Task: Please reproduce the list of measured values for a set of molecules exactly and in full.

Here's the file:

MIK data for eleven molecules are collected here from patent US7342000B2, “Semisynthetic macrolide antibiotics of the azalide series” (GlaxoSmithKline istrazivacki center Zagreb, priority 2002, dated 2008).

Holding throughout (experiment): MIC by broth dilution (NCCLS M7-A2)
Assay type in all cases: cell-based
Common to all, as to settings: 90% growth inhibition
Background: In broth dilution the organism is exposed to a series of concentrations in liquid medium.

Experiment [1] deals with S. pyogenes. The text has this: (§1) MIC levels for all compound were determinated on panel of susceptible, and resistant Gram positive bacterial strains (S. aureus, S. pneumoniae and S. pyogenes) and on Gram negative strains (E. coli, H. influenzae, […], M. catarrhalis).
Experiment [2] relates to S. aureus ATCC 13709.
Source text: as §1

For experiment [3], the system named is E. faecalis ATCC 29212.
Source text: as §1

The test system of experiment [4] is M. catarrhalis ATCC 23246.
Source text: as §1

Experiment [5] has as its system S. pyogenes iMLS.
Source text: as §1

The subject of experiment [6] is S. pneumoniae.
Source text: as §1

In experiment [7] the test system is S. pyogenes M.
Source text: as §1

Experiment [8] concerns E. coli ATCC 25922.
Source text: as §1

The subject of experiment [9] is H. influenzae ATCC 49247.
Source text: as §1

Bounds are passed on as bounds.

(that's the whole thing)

MIK data for eleven molecules are collected here from patent US7342000B2, “Semisynthetic macrolide antibiotics of the azalide series” (GlaxoSmithKline istrazivacki center Zagreb, priority 2002, dated 2008).

Holding throughout (experiment): MIC by broth dilution (NCCLS M7-A2)
Assay type in all cases: cell-based
Common to all, as to settings: 90% growth inhibition
Background: In broth dilution the organism is exposed to a series of concentrations in liquid medium.

Experiment [1] deals with S. pyogenes. The text has this: (§1) MIC levels for all compound were determinated on panel of susceptible, and resistant Gram positive bacterial strains (S. aureus, S. pneumoniae and S. pyogenes) and on Gram negative strains (E. coli, H. influenzae, […], M. catarrhalis).
Experiment [2] relates to S. aureus ATCC 13709.
Source text: as §1

For experiment [3], the system named is E. faecalis ATCC 29212.
Source text: as §1

The test system of experiment [4] is M. catarrhalis ATCC 23246.
Source text: as §1

Experiment [5] has as its system S. pyogenes iMLS.
Source text: as §1

The subject of experiment [6] is S. pneumoniae.
Source text: as §1

In experiment [7] the test system is S. pyogenes M.
Source text: as §1

Experiment [8] concerns E. coli ATCC 25922.
Source text: as §1

The subject of experiment [9] is H. influenzae ATCC 49247.
Source text: as §1

Bounds are passed on as bounds.